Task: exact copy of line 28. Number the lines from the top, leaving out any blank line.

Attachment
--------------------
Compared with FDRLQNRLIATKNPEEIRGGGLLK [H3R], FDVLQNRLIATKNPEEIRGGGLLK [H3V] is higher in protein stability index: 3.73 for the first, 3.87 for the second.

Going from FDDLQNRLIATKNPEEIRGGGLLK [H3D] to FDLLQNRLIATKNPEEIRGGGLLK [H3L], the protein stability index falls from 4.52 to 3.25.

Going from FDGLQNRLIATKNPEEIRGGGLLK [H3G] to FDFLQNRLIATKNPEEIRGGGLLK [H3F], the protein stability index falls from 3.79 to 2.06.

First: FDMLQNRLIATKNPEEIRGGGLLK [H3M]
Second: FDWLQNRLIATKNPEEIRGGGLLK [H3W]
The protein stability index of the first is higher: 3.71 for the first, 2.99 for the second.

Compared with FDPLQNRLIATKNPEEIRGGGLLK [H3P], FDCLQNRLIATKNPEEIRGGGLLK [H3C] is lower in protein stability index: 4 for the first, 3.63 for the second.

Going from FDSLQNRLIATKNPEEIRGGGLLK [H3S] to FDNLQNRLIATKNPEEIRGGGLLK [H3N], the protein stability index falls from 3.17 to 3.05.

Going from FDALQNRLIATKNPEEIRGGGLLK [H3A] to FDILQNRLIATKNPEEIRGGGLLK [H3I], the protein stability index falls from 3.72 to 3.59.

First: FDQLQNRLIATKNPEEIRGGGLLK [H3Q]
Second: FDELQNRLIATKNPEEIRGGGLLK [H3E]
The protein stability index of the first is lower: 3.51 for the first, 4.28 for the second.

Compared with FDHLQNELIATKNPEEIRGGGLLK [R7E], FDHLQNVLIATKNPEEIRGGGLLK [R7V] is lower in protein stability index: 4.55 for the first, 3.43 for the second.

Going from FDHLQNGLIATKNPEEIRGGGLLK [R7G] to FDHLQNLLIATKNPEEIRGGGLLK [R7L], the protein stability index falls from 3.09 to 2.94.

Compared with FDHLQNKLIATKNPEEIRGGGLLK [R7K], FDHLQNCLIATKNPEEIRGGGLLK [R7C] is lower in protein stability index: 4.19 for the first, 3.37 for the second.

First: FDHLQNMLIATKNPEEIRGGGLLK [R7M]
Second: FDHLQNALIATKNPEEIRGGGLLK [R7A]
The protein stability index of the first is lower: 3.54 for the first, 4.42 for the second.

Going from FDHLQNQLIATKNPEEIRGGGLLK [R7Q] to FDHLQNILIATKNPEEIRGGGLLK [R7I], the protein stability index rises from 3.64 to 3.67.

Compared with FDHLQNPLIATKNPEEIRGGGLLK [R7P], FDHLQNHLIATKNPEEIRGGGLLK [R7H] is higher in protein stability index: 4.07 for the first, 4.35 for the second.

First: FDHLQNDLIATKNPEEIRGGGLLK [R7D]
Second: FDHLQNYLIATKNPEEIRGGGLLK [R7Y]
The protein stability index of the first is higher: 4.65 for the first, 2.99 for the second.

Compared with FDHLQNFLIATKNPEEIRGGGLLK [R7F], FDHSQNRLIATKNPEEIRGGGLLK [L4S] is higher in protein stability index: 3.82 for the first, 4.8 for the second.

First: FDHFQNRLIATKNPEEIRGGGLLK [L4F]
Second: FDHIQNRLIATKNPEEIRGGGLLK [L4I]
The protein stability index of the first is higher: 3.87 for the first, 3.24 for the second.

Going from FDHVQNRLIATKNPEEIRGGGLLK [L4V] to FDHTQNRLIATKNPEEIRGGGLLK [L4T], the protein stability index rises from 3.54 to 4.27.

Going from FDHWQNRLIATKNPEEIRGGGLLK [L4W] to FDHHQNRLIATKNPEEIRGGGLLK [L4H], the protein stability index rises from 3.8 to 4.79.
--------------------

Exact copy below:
Going from FDHVQNRLIATKNPEEIRGGGLLK [L4V] to FDHTQNRLIATKNPEEIRGGGLLK [L4T], the protein stability index rises from 3.54 to 4.27.